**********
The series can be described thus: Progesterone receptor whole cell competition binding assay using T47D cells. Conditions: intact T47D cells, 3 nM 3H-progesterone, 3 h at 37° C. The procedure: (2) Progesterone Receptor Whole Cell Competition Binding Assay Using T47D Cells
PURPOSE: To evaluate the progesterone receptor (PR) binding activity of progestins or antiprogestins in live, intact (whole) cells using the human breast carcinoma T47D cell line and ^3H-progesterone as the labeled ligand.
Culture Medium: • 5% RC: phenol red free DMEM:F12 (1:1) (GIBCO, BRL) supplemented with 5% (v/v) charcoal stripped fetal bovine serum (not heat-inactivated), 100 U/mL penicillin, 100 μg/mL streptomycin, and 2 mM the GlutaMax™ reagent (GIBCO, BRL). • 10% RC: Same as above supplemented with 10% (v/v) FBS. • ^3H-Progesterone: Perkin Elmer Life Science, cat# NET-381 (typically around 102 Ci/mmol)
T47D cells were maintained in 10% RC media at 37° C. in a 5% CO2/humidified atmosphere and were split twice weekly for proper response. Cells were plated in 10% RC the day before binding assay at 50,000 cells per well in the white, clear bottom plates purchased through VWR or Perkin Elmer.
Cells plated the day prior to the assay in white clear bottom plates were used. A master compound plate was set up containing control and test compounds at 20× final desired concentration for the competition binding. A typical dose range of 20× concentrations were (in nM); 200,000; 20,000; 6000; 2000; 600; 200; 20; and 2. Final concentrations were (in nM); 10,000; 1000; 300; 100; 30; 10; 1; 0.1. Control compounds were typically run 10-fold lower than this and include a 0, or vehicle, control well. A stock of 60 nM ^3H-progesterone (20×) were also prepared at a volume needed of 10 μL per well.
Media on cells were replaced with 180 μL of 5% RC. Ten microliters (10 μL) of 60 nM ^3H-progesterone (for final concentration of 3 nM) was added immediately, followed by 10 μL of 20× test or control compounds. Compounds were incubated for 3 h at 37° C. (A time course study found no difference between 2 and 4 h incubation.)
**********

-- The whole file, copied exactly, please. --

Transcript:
The series can be described thus: Progesterone receptor whole cell competition binding assay using T47D cells. Conditions: intact T47D cells, 3 nM 3H-progesterone, 3 h at 37° C. The procedure: (2) Progesterone Receptor Whole Cell Competition Binding Assay Using T47D Cells
PURPOSE: To evaluate the progesterone receptor (PR) binding activity of progestins or antiprogestins in live, intact (whole) cells using the human breast carcinoma T47D cell line and ^3H-progesterone as the labeled ligand.
Culture Medium: • 5% RC: phenol red free DMEM:F12 (1:1) (GIBCO, BRL) supplemented with 5% (v/v) charcoal stripped fetal bovine serum (not heat-inactivated), 100 U/mL penicillin, 100 μg/mL streptomycin, and 2 mM the GlutaMax™ reagent (GIBCO, BRL). • 10% RC: Same as above supplemented with 10% (v/v) FBS. • ^3H-Progesterone: Perkin Elmer Life Science, cat# NET-381 (typically around 102 Ci/mmol)
T47D cells were maintained in 10% RC media at 37° C. in a 5% CO2/humidified atmosphere and were split twice weekly for proper response. Cells were plated in 10% RC the day before binding assay at 50,000 cells per well in the white, clear bottom plates purchased through VWR or Perkin Elmer.
Cells plated the day prior to the assay in white clear bottom plates were used. A master compound plate was set up containing control and test compounds at 20× final desired concentration for the competition binding. A typical dose range of 20× concentrations were (in nM); 200,000; 20,000; 6000; 2000; 600; 200; 20; and 2. Final concentrations were (in nM); 10,000; 1000; 300; 100; 30; 10; 1; 0.1. Control compounds were typically run 10-fold lower than this and include a 0, or vehicle, control well. A stock of 60 nM ^3H-progesterone (20×) were also prepared at a volume needed of 10 μL per well.
Media on cells were replaced with 180 μL of 5% RC. Ten microliters (10 μL) of 60 nM ^3H-progesterone (for final concentration of 3 nM) was added immediately, followed by 10 μL of 20× test or control compounds. Compounds were incubated for 3 h at 37° C. (A time course study found no difference between 2 and 4 h incubation.)